Processes of peer influence for antisocial behaviors: Social clique differences and associations with peer relationships

Date of Completion

January 2003


Psychology, Social|Psychology, Developmental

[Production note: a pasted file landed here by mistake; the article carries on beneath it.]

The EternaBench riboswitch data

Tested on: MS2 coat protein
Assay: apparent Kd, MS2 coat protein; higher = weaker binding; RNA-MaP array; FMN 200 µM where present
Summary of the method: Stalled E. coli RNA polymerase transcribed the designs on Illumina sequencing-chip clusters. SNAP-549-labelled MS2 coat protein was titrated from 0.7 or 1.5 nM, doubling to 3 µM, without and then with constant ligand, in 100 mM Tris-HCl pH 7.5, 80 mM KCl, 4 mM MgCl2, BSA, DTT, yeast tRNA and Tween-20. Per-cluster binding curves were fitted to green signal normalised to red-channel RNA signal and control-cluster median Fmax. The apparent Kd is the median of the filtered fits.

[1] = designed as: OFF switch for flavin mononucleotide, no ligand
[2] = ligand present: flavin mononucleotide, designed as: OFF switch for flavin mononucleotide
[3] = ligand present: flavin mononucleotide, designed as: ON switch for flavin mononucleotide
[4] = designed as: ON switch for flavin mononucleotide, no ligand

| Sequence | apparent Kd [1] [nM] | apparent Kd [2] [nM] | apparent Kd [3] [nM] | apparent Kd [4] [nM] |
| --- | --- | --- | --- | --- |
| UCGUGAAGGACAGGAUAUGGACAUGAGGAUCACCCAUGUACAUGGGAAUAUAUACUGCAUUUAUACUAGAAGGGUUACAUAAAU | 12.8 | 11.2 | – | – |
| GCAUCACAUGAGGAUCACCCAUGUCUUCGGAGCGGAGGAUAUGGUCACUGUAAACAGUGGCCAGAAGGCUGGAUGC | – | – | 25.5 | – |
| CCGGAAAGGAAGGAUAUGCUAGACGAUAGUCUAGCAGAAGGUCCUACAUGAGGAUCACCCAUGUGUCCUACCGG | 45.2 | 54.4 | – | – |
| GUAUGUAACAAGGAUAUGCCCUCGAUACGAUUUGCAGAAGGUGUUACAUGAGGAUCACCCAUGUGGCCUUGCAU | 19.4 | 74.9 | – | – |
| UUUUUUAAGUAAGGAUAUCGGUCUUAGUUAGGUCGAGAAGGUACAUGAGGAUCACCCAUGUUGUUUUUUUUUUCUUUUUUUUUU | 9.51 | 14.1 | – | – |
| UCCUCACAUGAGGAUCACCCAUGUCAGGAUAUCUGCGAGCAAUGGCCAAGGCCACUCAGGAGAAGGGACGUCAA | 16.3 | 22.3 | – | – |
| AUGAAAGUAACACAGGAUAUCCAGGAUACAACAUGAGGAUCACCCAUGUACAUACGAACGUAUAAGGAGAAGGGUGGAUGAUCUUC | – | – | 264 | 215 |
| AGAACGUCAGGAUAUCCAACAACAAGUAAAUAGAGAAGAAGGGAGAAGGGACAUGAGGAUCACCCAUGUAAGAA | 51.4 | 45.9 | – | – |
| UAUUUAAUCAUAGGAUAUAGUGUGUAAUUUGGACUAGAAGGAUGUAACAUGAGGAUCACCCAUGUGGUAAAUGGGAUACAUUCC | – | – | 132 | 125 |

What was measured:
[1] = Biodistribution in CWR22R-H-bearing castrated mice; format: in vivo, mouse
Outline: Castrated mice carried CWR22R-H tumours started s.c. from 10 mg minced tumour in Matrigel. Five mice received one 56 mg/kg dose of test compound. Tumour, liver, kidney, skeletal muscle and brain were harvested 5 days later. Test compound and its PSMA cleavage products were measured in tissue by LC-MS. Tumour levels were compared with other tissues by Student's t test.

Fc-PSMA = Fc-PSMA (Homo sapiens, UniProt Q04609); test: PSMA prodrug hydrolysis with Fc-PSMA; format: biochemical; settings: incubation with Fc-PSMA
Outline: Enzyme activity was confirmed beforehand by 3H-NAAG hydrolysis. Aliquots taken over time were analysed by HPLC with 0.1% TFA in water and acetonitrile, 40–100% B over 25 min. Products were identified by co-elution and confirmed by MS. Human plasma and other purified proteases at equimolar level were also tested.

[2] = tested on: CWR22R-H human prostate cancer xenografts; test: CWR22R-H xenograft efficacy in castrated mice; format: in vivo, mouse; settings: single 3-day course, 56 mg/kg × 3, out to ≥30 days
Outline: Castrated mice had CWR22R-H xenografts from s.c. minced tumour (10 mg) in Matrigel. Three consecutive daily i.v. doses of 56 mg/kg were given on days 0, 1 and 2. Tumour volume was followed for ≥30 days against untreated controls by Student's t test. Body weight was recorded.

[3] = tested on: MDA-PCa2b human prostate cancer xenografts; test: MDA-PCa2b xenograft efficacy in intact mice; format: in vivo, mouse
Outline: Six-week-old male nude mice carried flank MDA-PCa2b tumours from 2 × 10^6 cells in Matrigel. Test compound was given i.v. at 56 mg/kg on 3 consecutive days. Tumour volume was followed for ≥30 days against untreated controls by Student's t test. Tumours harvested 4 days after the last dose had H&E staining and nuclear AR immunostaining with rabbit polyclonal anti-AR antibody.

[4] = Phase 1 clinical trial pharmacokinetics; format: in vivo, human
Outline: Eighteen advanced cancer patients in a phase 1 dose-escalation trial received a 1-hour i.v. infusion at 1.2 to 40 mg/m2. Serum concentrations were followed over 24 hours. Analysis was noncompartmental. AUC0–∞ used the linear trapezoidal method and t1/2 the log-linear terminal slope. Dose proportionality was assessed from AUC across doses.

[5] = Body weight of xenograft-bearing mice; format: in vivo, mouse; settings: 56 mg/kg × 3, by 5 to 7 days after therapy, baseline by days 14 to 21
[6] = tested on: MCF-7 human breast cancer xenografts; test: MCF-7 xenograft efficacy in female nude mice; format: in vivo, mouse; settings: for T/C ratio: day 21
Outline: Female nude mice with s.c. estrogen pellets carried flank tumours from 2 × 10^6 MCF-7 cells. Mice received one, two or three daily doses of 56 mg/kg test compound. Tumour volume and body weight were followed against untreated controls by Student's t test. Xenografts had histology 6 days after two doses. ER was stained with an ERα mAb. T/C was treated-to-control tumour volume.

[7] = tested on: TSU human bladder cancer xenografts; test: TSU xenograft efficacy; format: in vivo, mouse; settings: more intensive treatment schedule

The purpose of this investigation was to evaluate the relationships between peer influence, social status, and engagement in antisocial or risk-taking behaviors. In Study 1, pilot testing with college undergraduates was used to expand on existing measures of peer influence to construct and validate the Adolescent Peer Influence Inventory. The APII was shown to have appropriate psychometric properties and to be a useful tool in the study of peer influence in late adolescence. In Study 2, 543 adolescents in Grade 10 were administered peer nomination and self report instruments to assess peer status, engagement in antisocial and risk-taking behaviors, and levels of peer influence. No evidence was found to support the hypothesis that perceived popular groups have higher levels of direct peer influence for negative behaviors than peer groups not perceived as popular. However, perceived popular status was a significant predictor of engagement in alcohol and marijuana use and delinquency. A high level of negative peer influence was a robust predictor of engagement in all of the antisocial behaviors assessed. Gender moderated the relationship between status, influence, and risk-taking behavior. ^